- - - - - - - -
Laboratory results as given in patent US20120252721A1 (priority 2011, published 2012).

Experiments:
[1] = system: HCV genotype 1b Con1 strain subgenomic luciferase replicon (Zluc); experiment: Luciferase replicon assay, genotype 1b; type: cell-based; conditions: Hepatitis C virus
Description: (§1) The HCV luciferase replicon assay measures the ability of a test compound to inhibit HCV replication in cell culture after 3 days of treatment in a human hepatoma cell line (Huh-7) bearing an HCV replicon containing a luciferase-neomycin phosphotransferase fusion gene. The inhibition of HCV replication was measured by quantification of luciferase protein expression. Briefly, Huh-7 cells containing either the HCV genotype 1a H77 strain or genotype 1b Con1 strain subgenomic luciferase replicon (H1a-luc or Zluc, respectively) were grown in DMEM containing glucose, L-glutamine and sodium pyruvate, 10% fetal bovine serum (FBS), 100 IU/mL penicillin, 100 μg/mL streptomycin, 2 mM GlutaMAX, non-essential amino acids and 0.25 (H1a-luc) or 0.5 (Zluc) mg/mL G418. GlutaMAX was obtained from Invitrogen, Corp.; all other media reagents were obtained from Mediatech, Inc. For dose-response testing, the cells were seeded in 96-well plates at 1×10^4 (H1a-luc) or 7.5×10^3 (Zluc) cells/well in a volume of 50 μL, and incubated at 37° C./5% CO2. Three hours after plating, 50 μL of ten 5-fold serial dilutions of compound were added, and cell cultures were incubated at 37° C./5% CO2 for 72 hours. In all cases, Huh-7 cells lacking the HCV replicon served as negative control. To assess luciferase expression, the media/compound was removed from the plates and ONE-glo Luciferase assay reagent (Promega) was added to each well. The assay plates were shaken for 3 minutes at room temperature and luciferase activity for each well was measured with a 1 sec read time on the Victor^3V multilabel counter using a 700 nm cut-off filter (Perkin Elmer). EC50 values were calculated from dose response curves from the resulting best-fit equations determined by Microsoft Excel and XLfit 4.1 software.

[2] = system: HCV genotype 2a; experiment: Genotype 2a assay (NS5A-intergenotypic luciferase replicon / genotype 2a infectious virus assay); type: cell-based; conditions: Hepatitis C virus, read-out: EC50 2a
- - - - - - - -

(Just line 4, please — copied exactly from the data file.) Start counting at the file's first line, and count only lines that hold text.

Description: (§1) The HCV luciferase replicon assay measures the ability of a test compound to inhibit HCV replication in cell culture after 3 days of treatment in a human hepatoma cell line (Huh-7) bearing an HCV replicon containing a luciferase-neomycin phosphotransferase fusion gene. The inhibition of HCV replication was measured by quantification of luciferase protein expression. Briefly, Huh-7 cells containing either the HCV genotype 1a H77 strain or genotype 1b Con1 strain subgenomic luciferase replicon (H1a-luc or Zluc, respectively) were grown in DMEM containing glucose, L-glutamine and sodium pyruvate, 10% fetal bovine serum (FBS), 100 IU/mL penicillin, 100 μg/mL streptomycin, 2 mM GlutaMAX, non-essential amino acids and 0.25 (H1a-luc) or 0.5 (Zluc) mg/mL G418. GlutaMAX was obtained from Invitrogen, Corp.; all other media reagents were obtained from Mediatech, Inc. For dose-response testing, the cells were seeded in 96-well plates at 1×10^4 (H1a-luc) or 7.5×10^3 (Zluc) cells/well in a volume of 50 μL, and incubated at 37° C./5% CO2. Three hours after plating, 50 μL of ten 5-fold serial dilutions of compound were added, and cell cultures were incubated at 37° C./5% CO2 for 72 hours. In all cases, Huh-7 cells lacking the HCV replicon served as negative control. To assess luciferase expression, the media/compound was removed from the plates and ONE-glo Luciferase assay reagent (Promega) was added to each well. The assay plates were shaken for 3 minutes at room temperature and luciferase activity for each well was measured with a 1 sec read time on the Victor^3V multilabel counter using a 700 nm cut-off filter (Perkin Elmer). EC50 values were calculated from dose response curves from the resulting best-fit equations determined by Microsoft Excel and XLfit 4.1 software.